Noah Austin

I have klatarismenophobia. 

I hadn’t heard of it, either. But it turns out there’s a name for the irrational fear of getting a flat tire. For me, the roots aren’t hard to trace: In the summer of 2019, while researching a book about ghost towns, I punctured a tire on a remote stretch of dirt road in 113-degree heat. I changed the tire and made it to safety, but ever since, I’ve dreaded hearing an unexpected chime and seeing that little orange light on the dashboard.

Nevertheless, I’m about to visit a place that eats tires for lunch: Grand Canyon-Parashant National Monument, a land of solitude, diverse terrain, dark night skies and incredible views of its namesake gorge and the Arizona Strip. It’s a place I’ve been dying to visit — and a place that, if I’m not careful, will happily oblige.

People were practicing social distancing at Parashant (pronounced PAIR-uh-shont) long before the pandemic made it fashionable. At more than 1 million acres, the monument is nearly as large as Grand Canyon National Park, which sees about 6 million visitors annually. But Parashant gets about 1 percent of that — an estimated 77,000 per year, or about 200 per day. As one of the last truly wild places in the American Southwest, it offers zero cell service and road conditions that range from “rough” to “extremely rough.” A visitor can easily go days without seeing another soul. It might be the worst place in Arizona to get a flat.

My work at Arizona Highways has taken me all over the state, but for years, Parashant has been my white whale: impossibly large, forebodingly inaccessible and begging to be explored. Now, I’ve rented a suitable vehicle and studied the list of provisions I’ll need for a three-day adventure. I’ve planned my route, where I’ll stop and even how much gas I’ll use. In a place like Parashant, such plans aren’t just important — they’re critical to survival.

But as I’ll soon find out, plans at Parashant are a lot like tires at Parashant. They’re subject to change.

Parashant, the landscape, is home to 1.7 billion years of geology and some 13,000 years of human history, but Parashant, the monument, dates only to January 2000, during President Bill Clinton’s administration. It owes its existence to Bruce Babbitt, the former Arizona governor who served as Clinton’s secretary of the interior. Babbitt pushed for the 1906 Antiquities Act, which long had been employed to create and expand sites within the National Park Service system, to also be used to carve national monuments from large swaths of land overseen by the Bureau of Land Management.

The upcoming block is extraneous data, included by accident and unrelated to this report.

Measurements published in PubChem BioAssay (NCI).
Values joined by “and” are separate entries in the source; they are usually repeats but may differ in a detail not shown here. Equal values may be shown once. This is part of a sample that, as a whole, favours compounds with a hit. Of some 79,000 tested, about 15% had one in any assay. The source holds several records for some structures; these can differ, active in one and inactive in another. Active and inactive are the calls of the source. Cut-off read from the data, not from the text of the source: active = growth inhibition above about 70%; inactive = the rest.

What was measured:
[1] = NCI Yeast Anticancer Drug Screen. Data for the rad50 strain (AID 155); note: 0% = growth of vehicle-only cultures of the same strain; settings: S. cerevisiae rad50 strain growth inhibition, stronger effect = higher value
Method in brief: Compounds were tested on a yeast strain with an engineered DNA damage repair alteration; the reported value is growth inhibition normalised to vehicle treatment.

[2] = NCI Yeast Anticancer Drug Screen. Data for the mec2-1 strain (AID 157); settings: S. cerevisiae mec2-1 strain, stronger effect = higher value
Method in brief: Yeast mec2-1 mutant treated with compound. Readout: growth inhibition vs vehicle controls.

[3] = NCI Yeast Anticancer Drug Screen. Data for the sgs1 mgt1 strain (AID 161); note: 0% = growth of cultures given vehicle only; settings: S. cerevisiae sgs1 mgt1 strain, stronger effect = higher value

Parashant, along with Agua Fria National Monument north of Phoenix, was part of a wave of new monuments that resulted. Joined by Babbitt and other dignitaries, Clinton issued the proclamations creating both monuments during a visit to the remote Toroweap area of the Grand Canyon’s North Rim. Today, Parashant is jointly managed by the BLM and the Park Service; the latter oversees the section closest to the Canyon rim, territory previously managed by Lake Mead National Recreation Area.

Jeff Axel, Parashant’s chief of visitor services, public affairs and partnerships, says the arrangement is unusual among his 10 postings over 25 years at national parks. “It’s really the only one of its kind in the Park Service,” he says, and the BLM partnership was one thing that drew him to Parashant. Another was the splendor of the Strip, which Axel notes “is a beautiful place to be — if you’ve got the right vehicle.”

Photograph by Rich Rudow
On a clear day, the westward view from Twin Point includes Burnt Canyon and the distant South Rim. On an unclear day, the view does not include these things. | Rich Rudow

That’s the other thing that sets Parashant apart. You’d have a hard time finding another park whose website is so devoted to asking: Are you ready for this? Really? Photos abound of passenger cars mired in a foot of mud and SUVs with two wheels removed, and multiple pages are devoted to the vehicles, tires and other equipment visitors need. There are seasonal concerns, too: The monument’s high country, studded with ponderosa pines, gets snowy, icy and muddy in winter, while the desert regions are oppressively hot in summer.